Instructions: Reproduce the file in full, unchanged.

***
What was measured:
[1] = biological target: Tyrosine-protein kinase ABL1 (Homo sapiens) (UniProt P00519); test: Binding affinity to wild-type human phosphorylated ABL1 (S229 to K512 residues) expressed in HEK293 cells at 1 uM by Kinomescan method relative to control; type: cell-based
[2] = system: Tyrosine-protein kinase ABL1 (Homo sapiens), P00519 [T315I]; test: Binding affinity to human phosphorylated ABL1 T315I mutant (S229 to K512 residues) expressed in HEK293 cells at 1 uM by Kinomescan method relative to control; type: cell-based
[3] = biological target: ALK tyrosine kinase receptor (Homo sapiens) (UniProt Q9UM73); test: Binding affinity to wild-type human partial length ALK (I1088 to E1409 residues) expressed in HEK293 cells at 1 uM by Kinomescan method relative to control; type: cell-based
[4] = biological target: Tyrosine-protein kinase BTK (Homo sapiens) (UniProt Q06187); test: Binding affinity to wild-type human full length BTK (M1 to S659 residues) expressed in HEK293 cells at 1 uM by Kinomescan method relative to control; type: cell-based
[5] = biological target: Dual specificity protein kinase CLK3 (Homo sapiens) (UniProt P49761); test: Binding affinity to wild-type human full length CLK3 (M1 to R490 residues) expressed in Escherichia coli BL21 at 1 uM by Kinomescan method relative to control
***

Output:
What was measured:
[1] = biological target: Tyrosine-protein kinase ABL1 (Homo sapiens) (UniProt P00519); test: Binding affinity to wild-type human phosphorylated ABL1 (S229 to K512 residues) expressed in HEK293 cells at 1 uM by Kinomescan method relative to control; type: cell-based
[2] = system: Tyrosine-protein kinase ABL1 (Homo sapiens), P00519 [T315I]; test: Binding affinity to human phosphorylated ABL1 T315I mutant (S229 to K512 residues) expressed in HEK293 cells at 1 uM by Kinomescan method relative to control; type: cell-based
[3] = biological target: ALK tyrosine kinase receptor (Homo sapiens) (UniProt Q9UM73); test: Binding affinity to wild-type human partial length ALK (I1088 to E1409 residues) expressed in HEK293 cells at 1 uM by Kinomescan method relative to control; type: cell-based
[4] = biological target: Tyrosine-protein kinase BTK (Homo sapiens) (UniProt Q06187); test: Binding affinity to wild-type human full length BTK (M1 to S659 residues) expressed in HEK293 cells at 1 uM by Kinomescan method relative to control; type: cell-based
[5] = biological target: Dual specificity protein kinase CLK3 (Homo sapiens) (UniProt P49761); test: Binding affinity to wild-type human full length CLK3 (M1 to R490 residues) expressed in Escherichia coli BL21 at 1 uM by Kinomescan method relative to control